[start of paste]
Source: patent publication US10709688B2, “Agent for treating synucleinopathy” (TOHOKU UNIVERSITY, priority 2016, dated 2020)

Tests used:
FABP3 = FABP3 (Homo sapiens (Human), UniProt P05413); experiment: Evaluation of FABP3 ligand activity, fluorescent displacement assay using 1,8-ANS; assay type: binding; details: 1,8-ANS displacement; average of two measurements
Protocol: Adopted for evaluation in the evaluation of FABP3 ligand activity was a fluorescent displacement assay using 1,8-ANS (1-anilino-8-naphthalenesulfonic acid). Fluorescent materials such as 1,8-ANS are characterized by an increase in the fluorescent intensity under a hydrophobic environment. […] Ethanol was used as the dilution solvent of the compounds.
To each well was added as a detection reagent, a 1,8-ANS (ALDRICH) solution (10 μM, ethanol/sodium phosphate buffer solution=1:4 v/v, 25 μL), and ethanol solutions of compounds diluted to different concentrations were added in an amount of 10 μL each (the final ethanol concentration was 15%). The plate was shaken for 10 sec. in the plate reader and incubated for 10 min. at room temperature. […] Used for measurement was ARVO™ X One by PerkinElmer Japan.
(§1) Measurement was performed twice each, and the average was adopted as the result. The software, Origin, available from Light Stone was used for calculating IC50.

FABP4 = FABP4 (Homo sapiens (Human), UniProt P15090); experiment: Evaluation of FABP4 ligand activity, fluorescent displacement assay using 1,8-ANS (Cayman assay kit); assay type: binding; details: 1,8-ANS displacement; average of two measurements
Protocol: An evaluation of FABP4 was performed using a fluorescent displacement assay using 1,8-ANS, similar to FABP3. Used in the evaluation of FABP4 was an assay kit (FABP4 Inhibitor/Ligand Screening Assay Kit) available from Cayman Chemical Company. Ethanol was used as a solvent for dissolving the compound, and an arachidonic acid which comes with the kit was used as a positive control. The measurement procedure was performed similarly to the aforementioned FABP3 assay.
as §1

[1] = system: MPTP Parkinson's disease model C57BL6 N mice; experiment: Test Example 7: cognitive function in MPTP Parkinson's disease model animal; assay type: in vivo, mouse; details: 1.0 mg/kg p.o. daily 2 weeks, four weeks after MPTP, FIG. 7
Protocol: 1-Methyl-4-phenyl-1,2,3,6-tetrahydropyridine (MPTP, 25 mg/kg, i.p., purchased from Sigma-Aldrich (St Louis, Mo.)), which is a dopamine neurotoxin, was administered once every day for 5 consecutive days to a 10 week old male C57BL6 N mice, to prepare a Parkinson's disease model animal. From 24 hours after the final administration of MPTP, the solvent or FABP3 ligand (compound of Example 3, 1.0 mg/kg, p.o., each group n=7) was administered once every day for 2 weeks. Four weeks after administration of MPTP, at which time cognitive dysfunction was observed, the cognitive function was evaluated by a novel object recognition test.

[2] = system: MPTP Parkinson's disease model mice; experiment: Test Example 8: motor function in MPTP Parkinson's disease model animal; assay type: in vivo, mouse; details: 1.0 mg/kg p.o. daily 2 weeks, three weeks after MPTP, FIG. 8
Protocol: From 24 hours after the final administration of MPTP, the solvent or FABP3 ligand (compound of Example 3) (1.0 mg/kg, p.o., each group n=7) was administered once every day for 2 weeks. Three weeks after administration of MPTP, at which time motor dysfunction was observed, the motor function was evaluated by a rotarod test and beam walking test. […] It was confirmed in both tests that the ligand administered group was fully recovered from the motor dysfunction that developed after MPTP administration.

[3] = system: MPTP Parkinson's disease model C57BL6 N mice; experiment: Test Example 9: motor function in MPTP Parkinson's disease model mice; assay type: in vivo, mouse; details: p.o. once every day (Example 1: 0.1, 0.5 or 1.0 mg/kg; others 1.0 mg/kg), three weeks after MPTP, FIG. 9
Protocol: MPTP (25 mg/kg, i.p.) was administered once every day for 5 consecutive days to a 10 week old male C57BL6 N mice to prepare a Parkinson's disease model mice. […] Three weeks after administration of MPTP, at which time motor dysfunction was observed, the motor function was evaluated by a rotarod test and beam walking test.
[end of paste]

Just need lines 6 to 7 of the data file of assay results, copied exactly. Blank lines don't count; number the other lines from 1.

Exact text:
(§1) Measurement was performed twice each, and the average was adopted as the result. The software, Origin, available from Light Stone was used for calculating IC50.

FABP4 = FABP4 (Homo sapiens (Human), UniProt P15090); experiment: Evaluation of FABP4 ligand activity, fluorescent displacement assay using 1,8-ANS (Cayman assay kit); assay type: binding; details: 1,8-ANS displacement; average of two measurements